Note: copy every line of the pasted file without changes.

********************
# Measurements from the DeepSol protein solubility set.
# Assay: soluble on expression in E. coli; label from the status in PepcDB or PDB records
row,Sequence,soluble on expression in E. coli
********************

# Measurements from the DeepSol protein solubility set.
# Assay: soluble on expression in E. coli; label from the status in PepcDB or PDB records
row,Sequence,soluble on expression in E. coli